Sunday, July 13, 2008

From the Photograph to the Paper

I want to do a study of a Snow Leopard in coloured pencil before I continue with my graphite version because I've realised the noses on most of my photographs are twisted (I have no idea why)

In order to correct anatomy, I find the easiest way is to use a grid for the parts I'm not sure about. The rest of the reference I can draw freehand, but using a grid helps me keep everything else constant while I alter certain parts.
I start by adding the grid lines to my reference photograph.
I have created a new pattern in Photoshop in order to do this and I add my custom pattern to the photograph as a new layer.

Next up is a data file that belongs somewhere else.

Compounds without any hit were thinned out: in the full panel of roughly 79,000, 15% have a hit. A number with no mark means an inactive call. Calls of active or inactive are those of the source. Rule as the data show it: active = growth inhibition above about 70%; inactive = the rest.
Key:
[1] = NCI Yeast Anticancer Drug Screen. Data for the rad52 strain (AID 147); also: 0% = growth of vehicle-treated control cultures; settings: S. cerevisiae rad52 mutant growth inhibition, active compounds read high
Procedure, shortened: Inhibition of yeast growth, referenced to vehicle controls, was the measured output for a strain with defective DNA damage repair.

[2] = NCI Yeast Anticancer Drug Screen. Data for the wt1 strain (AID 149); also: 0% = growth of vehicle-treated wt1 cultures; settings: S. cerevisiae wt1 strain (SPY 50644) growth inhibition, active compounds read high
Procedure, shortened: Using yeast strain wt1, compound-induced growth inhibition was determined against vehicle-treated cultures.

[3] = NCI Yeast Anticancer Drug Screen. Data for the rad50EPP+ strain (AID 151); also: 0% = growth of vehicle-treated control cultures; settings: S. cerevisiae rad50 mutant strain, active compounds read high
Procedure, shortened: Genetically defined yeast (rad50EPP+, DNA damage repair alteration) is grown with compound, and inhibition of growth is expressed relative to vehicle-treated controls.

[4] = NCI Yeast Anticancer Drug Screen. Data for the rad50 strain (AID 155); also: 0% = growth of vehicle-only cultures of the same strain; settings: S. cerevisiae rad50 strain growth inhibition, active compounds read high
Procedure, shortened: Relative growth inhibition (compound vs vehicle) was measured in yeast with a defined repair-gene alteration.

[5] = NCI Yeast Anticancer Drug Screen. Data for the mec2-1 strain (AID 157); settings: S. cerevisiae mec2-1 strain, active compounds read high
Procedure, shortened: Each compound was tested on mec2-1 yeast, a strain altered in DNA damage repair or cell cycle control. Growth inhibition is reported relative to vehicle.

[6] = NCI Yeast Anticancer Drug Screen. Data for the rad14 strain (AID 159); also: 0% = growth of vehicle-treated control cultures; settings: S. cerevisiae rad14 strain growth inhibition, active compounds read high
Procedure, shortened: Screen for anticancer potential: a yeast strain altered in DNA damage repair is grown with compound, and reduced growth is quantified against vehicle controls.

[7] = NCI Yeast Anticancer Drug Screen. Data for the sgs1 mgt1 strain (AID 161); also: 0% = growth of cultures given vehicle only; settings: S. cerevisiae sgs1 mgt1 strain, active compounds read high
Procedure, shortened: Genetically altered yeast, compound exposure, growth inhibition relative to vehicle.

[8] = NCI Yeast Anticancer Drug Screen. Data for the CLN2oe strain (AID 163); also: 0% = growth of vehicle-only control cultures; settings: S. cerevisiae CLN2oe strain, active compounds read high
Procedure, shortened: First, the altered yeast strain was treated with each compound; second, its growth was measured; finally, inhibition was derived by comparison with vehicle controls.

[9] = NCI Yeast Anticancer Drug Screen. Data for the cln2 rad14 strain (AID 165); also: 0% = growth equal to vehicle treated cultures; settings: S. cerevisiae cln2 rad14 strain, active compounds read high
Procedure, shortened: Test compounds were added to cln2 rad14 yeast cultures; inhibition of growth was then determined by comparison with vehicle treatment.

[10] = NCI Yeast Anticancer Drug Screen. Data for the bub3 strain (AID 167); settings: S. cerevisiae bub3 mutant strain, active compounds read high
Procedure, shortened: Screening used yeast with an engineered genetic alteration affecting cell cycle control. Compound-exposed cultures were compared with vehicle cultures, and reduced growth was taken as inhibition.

This is the complete photograph gridded out, I could have altered the grid using the transform function to just cover the features, but as I can quite clearly see under the grid lines I decided not to bother.

I then print the photograph out, size doesn't matter although I always like large reference material, so I printed an A3 version. When I start drawing I use the photograph on my laptop so that I can enlarge/lighten etc parts of the photograph as needed. This helps greatly when drawing the features.
The next photograph shows part of the image with the squares labelled with a letter and number in pencil.

I will next draw a grid on my paper, in this case I am using a heavyweight Fabriano Artistico hot press paper, 640gms.

In my next post I'll show you the adjustments I make with the drawing.

1 comment:

Katherine Tyrrell said...

Maybe do a step-by-step tutorial about how to do this?